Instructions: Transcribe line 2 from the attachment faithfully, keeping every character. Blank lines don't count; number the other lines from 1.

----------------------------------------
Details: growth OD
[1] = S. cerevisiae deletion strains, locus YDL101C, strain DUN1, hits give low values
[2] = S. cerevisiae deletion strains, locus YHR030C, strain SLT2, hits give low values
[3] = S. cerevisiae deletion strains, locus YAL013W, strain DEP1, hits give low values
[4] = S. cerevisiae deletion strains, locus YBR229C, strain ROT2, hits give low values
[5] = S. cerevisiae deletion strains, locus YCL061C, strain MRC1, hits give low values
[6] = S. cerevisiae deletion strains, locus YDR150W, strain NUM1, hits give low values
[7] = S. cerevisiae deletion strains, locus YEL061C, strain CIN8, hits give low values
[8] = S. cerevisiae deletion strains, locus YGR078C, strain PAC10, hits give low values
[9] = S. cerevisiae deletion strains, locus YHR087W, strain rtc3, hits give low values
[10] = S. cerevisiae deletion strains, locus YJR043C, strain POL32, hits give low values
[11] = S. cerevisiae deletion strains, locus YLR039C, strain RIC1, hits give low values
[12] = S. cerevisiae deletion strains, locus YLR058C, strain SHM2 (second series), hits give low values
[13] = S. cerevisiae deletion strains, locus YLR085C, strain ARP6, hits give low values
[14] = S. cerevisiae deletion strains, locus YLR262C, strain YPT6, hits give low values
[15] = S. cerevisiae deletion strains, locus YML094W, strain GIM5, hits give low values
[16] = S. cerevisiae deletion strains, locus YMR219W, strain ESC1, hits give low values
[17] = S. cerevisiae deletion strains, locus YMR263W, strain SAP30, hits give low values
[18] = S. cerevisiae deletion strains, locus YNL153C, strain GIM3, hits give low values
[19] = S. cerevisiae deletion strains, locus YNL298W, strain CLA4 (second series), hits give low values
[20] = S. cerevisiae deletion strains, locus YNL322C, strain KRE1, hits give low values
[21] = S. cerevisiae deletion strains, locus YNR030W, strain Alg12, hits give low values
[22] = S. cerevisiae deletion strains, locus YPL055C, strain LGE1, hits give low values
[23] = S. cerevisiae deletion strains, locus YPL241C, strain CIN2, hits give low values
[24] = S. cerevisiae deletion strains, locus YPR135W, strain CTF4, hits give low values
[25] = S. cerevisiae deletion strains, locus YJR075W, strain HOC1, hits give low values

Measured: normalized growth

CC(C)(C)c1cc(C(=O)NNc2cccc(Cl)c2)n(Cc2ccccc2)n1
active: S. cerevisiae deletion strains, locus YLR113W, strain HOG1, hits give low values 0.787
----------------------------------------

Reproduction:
[1] = S. cerevisiae deletion strains, locus YDL101C, strain DUN1, hits give low values